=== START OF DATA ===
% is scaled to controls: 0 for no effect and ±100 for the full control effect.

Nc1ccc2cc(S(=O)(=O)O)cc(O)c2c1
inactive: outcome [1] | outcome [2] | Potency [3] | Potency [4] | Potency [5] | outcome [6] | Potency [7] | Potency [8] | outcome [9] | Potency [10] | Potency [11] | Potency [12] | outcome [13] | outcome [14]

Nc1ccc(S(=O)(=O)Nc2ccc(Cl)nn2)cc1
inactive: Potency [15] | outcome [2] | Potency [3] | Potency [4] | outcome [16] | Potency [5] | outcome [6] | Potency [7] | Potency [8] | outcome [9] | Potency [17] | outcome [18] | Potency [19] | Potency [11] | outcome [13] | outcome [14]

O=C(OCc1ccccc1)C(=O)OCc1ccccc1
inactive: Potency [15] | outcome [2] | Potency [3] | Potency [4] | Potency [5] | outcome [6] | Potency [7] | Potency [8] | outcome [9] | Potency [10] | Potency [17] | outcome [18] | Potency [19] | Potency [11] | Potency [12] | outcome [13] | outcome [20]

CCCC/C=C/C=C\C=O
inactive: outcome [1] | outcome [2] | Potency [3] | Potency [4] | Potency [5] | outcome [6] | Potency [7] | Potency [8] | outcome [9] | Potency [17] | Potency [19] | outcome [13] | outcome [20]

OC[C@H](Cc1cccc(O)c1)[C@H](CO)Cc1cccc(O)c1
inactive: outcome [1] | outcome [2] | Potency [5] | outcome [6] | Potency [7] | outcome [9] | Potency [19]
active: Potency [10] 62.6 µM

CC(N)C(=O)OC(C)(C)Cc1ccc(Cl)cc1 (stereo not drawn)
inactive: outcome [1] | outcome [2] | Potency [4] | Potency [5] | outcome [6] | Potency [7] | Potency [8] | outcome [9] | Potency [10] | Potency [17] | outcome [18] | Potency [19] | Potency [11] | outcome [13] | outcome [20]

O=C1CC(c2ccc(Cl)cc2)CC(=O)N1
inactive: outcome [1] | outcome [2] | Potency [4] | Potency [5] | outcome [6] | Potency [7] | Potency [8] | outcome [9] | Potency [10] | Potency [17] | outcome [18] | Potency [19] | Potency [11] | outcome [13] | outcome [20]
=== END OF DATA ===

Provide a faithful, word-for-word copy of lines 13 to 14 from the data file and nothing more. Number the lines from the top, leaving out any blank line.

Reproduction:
CC(N)C(=O)OC(C)(C)Cc1ccc(Cl)cc1 (stereo not drawn)
inactive: outcome [1] | outcome [2] | Potency [4] | Potency [5] | outcome [6] | Potency [7] | Potency [8] | outcome [9] | Potency [10] | Potency [17] | outcome [18] | Potency [19] | Potency [11] | outcome [13] | outcome [20]